BOGOTA, COLOMBIA- An estimate by a United Nations agency shows at least 73,974 people were forcibly displaced from their homes in Colombia in 2021, more than double the number last year, amid increases in violence and attacks on civilians by armed groups.
According to the UN Office for Coordination of Humanitarian Affairs (OCHA) report published on Wednesday, the number of direct attacks against civilians increased 37 percent in 2021 to more than 2,400.
“It should be noted that actions by non-state armed groups against the civilian population are the main causes of forced displacement in Colombia,” the report said.
The main needs of the displaced population are based on lack of protection and access to temporary shelter, food, health services, education and access to safe water,” according to the report.
OCHA noted that clashes between rival armed groups were the second most important cause of displacement, along with phone calls, pamphlets, and other forms of threats.
As per the report, more than 53,000 people remain displaced, while more than 65,600 were compelled to remain indoors as a result of armed groups’ activities, while an additional 85,700 were affected by restrictions on movement.
The report came as Colombia continued to struggle with implementing the terms of a landmark 2016 peace agreement between the Colombian government and FARC fighters that saw the rebels lay down their arms after decades of bloodshed.
Colombian dissidents from both the National Liberation Army (ELN) and the Revolutionary Armed Forces of Colombia (FARC) opposing the government’s peace deal have clashed with each other, with the military, and with drug-trafficking gangs in a bid to control territory.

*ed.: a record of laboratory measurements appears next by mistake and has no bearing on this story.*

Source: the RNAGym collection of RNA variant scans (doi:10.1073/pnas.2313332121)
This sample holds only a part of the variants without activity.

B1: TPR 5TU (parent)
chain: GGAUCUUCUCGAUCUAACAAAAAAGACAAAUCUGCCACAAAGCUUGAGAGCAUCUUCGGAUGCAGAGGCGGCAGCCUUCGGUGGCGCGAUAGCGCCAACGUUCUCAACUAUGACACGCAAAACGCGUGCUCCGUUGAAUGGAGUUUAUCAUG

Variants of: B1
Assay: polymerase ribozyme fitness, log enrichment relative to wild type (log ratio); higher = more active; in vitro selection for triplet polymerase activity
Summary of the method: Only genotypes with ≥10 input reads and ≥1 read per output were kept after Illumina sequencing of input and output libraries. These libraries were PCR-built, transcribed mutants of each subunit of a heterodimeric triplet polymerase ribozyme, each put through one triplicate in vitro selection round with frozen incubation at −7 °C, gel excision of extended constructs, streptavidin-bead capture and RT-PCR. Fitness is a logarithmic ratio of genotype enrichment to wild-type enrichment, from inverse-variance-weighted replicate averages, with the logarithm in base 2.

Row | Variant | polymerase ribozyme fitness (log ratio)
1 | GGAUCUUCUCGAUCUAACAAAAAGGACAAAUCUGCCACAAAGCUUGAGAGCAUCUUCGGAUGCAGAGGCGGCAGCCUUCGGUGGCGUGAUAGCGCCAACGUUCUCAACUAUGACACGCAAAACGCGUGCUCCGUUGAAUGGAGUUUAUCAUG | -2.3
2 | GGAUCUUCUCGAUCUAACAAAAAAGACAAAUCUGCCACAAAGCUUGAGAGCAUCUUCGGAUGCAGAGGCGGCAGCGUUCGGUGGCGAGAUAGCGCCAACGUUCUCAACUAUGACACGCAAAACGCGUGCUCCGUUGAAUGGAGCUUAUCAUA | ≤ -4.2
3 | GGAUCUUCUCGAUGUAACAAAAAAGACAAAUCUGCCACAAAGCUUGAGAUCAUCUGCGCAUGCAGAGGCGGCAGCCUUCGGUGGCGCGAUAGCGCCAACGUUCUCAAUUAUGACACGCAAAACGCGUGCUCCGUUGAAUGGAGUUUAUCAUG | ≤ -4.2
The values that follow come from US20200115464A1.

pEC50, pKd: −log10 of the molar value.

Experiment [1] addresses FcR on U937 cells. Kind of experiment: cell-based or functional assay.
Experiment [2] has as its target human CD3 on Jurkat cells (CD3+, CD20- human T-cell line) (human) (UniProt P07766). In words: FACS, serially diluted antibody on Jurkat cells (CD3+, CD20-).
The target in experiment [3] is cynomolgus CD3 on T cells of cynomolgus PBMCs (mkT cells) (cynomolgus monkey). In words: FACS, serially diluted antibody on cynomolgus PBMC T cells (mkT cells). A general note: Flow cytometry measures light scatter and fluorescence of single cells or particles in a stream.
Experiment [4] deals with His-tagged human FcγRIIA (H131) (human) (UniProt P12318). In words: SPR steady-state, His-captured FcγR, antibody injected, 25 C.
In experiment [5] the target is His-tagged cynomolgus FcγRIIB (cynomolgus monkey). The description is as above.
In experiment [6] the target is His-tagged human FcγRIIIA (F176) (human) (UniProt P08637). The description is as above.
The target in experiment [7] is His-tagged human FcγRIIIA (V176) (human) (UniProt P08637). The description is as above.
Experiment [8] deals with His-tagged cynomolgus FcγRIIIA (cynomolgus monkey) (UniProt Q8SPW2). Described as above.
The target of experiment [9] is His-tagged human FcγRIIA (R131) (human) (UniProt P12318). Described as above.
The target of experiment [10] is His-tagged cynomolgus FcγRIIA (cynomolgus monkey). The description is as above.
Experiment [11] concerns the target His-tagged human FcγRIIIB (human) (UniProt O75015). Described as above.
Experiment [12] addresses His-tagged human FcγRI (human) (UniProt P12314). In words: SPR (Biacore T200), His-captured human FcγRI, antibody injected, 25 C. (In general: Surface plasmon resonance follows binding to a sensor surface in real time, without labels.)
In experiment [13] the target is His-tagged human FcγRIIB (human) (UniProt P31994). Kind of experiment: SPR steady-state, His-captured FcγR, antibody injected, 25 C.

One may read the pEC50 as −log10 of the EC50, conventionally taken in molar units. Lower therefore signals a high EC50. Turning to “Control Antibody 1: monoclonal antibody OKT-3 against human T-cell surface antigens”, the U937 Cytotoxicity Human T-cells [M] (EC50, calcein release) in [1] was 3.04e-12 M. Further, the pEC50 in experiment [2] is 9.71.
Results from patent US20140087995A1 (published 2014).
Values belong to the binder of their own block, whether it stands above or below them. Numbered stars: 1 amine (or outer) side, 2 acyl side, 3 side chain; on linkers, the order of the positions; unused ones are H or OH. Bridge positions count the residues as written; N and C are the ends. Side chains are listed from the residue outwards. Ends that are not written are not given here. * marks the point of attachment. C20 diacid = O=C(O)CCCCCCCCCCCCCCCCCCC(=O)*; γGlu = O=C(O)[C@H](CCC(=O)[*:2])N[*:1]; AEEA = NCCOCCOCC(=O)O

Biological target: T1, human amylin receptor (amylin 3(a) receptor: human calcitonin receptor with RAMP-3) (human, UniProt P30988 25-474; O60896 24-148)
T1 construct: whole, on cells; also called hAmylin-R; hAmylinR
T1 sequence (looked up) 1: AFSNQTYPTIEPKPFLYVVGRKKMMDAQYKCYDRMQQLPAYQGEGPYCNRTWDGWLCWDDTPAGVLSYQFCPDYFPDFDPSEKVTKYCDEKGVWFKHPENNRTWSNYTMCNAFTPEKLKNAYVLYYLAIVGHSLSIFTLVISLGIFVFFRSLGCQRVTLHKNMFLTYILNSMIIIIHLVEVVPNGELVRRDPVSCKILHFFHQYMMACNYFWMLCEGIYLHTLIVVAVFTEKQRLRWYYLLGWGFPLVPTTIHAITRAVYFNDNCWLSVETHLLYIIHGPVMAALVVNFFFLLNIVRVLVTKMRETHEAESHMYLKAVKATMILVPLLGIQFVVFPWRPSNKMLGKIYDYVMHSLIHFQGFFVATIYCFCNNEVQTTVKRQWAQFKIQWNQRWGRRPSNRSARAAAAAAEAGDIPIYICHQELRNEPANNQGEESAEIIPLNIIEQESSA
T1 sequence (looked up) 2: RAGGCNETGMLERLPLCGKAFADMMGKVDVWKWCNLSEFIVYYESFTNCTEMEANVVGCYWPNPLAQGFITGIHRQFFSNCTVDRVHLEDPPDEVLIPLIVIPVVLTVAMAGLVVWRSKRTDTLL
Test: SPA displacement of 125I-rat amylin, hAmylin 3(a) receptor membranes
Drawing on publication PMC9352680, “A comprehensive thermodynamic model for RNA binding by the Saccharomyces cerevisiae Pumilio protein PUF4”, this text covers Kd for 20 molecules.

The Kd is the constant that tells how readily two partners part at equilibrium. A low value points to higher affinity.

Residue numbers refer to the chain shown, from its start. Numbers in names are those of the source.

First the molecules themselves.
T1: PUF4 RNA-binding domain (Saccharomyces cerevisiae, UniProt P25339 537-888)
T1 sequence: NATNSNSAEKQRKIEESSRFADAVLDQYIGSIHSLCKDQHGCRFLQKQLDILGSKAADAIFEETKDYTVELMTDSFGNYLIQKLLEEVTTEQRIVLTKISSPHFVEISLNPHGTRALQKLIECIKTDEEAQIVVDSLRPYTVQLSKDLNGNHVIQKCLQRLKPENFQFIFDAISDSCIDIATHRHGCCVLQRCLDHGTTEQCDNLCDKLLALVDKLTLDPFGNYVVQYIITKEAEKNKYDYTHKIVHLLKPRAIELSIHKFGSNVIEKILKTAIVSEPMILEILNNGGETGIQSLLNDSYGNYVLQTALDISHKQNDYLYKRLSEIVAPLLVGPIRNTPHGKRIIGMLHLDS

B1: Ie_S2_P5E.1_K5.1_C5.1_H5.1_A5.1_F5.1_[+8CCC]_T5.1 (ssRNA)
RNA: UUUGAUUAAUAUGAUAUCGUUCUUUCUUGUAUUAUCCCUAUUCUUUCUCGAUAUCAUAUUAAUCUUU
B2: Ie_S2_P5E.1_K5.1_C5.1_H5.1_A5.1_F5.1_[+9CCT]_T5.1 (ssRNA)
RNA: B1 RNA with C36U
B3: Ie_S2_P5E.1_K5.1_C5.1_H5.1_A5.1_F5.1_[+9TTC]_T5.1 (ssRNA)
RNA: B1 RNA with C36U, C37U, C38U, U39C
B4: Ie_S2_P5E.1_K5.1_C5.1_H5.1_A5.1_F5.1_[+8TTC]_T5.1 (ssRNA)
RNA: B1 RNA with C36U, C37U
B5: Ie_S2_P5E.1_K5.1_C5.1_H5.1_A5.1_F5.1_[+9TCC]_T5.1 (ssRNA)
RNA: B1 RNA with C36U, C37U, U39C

Colombia has struggled with internal conflict for almost six decades, which has resulted in more than 260,000 deaths and millions of displaced people.
Former FARC prisoner Ingrid Betancourt is now running for the first female presidential election in Colombia. Her goal is to combat corruption and reconcile a deeply divided nation. More than 20 candidates are vying for the post.
The Colombian presidential elections are scheduled for May 29.
Moreover, the nation endures persistent inequality and poverty. As a result of the Coronavirus outbreak, protests broke out across the country after President Ivan Duque, a right-wing leader, proposed raising taxes. In response to public anger, Duque withdrew the proposed tax reform, but the discontent persists.
There have also been tensions in the wake of a brutal crackdown on protesters. The UN High Commissioner for Human Rights reported in December that at least 28 people were killed by Colombia’s police during anti-government protests. According to the report, security forces in Colombia committed “serious” human rights violations.